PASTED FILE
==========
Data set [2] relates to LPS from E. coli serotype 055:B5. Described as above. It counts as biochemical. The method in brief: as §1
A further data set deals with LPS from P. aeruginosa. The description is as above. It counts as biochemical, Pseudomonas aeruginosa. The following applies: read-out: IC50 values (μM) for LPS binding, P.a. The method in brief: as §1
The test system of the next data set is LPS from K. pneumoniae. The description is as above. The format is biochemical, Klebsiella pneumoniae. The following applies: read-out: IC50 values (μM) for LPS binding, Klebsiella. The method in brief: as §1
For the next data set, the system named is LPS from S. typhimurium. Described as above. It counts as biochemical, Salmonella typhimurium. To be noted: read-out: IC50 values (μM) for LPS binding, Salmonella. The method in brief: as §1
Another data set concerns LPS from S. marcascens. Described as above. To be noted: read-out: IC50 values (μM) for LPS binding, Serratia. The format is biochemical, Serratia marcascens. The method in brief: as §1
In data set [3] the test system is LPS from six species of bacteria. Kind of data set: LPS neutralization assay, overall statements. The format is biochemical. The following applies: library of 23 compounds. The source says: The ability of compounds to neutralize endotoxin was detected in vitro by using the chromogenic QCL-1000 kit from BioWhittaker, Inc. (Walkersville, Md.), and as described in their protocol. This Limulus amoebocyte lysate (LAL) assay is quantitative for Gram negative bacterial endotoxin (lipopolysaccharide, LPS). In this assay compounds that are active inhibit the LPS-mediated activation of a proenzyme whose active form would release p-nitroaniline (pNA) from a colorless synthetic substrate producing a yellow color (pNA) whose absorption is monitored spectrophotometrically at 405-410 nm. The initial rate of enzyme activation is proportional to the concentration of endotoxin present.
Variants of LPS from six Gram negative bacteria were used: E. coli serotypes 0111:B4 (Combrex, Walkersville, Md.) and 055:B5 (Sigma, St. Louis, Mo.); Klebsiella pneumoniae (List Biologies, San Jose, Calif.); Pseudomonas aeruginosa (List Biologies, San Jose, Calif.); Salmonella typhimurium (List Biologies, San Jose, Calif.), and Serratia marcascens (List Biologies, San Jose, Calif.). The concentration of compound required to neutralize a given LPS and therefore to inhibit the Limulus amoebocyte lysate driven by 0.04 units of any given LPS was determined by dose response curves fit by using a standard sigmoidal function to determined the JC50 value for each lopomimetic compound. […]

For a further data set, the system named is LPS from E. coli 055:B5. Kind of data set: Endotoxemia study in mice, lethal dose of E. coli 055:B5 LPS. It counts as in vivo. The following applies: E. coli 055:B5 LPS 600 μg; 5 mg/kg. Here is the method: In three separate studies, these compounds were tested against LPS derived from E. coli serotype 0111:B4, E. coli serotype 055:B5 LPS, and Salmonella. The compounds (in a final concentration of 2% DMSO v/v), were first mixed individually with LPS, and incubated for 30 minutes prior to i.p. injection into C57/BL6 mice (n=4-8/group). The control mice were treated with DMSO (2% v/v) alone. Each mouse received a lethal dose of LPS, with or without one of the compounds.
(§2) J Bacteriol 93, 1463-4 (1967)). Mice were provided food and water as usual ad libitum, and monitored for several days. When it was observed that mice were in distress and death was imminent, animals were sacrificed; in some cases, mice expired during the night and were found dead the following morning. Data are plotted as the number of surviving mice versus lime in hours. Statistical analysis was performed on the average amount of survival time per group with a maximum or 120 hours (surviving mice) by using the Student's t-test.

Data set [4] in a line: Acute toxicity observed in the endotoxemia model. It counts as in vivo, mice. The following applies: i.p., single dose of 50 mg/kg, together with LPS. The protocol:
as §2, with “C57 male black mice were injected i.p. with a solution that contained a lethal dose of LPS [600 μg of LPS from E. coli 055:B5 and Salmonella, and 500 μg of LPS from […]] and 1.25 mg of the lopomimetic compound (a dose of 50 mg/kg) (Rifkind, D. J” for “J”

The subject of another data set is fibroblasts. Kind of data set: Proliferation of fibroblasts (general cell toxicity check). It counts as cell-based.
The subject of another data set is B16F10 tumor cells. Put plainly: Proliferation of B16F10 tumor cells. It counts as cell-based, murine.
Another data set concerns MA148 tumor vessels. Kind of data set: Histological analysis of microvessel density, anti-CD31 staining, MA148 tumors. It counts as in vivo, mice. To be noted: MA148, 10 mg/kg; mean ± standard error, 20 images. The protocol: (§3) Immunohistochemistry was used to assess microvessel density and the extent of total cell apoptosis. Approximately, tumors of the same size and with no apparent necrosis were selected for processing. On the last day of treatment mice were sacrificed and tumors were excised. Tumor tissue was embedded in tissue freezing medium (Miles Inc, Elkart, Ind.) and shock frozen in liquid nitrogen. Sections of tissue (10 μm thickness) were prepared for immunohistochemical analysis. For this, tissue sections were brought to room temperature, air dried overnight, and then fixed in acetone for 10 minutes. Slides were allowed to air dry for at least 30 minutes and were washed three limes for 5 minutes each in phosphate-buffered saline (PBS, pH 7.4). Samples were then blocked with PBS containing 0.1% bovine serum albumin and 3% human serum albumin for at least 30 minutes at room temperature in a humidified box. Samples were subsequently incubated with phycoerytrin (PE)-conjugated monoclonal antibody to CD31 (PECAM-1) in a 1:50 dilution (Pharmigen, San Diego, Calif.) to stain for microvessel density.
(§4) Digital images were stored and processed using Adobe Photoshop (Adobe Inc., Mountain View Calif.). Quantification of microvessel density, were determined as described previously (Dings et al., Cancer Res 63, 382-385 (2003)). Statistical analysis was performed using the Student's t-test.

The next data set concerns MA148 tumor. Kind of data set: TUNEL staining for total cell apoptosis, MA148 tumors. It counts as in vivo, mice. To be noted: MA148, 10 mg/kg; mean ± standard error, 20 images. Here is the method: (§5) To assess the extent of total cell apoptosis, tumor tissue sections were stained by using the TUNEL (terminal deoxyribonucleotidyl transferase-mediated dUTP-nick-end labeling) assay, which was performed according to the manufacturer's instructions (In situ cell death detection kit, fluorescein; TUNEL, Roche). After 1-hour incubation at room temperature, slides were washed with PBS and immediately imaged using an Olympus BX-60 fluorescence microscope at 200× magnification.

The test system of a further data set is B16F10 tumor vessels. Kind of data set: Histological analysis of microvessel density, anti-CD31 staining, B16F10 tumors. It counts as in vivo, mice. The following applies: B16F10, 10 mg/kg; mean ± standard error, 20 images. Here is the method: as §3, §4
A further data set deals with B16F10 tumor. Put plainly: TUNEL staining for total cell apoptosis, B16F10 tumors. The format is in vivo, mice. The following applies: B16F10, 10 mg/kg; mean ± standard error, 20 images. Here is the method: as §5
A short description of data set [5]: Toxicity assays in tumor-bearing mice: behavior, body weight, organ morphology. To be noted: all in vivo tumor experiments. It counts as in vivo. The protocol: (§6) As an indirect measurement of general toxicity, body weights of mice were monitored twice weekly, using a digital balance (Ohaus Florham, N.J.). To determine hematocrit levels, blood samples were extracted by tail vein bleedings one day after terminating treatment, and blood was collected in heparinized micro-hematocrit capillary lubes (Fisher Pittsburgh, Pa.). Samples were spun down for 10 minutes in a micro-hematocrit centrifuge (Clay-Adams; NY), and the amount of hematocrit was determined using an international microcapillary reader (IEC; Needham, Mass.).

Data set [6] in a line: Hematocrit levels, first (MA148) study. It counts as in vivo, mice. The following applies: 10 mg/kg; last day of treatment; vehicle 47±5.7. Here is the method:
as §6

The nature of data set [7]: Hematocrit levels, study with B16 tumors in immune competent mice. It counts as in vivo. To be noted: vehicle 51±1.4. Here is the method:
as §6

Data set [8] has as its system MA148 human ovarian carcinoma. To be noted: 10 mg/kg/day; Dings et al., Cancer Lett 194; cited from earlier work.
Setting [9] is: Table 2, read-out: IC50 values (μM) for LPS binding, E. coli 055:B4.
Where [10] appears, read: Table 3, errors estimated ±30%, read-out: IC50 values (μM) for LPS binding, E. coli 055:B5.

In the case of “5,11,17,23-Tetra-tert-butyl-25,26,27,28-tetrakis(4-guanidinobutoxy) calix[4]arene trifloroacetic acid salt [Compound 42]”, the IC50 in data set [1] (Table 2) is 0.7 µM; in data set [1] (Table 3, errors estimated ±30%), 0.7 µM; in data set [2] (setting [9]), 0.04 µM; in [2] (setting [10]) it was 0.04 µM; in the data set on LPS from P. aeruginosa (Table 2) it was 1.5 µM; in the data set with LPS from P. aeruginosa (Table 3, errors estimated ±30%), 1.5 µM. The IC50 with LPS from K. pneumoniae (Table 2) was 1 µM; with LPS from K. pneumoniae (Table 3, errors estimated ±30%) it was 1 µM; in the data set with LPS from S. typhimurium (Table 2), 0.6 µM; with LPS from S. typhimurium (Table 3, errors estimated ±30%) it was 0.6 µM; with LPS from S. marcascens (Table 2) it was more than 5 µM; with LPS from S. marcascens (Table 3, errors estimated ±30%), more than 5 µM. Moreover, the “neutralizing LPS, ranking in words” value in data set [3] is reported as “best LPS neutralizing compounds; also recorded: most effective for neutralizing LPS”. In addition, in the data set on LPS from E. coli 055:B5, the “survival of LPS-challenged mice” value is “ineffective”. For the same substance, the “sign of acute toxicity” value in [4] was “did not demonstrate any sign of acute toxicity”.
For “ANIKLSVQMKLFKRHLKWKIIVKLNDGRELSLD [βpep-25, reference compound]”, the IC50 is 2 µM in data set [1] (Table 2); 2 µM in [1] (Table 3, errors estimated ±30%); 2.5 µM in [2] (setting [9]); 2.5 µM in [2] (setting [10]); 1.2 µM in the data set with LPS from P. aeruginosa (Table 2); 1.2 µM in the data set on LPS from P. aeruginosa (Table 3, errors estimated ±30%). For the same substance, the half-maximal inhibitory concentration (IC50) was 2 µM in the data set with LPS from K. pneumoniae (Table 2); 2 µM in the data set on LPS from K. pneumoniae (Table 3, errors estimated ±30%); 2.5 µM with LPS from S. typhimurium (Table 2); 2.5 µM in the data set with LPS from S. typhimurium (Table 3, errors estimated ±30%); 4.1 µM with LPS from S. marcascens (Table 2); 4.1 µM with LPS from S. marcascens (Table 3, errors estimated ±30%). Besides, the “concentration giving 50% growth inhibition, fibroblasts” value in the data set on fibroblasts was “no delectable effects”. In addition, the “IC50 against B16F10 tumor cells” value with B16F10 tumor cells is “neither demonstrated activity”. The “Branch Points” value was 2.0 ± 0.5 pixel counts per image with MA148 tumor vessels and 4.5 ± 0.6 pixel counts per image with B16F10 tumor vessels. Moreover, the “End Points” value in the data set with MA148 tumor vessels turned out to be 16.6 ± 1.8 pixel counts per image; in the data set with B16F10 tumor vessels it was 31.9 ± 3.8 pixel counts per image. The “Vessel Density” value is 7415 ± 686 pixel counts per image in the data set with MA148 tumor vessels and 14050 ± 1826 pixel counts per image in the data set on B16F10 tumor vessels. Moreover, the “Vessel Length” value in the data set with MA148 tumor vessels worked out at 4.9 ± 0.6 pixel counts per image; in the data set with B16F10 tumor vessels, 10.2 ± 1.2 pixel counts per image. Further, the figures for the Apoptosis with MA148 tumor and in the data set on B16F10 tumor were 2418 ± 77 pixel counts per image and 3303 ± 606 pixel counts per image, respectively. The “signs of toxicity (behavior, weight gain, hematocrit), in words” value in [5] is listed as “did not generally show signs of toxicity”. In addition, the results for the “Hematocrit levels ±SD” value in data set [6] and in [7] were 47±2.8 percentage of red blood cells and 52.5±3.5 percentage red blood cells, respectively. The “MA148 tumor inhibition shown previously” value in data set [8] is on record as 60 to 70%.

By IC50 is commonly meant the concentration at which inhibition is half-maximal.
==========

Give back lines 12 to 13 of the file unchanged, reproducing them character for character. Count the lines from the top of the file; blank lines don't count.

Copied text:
The subject of another data set is fibroblasts. Kind of data set: Proliferation of fibroblasts (general cell toxicity check). It counts as cell-based.
The subject of another data set is B16F10 tumor cells. Put plainly: Proliferation of B16F10 tumor cells. It counts as cell-based, murine.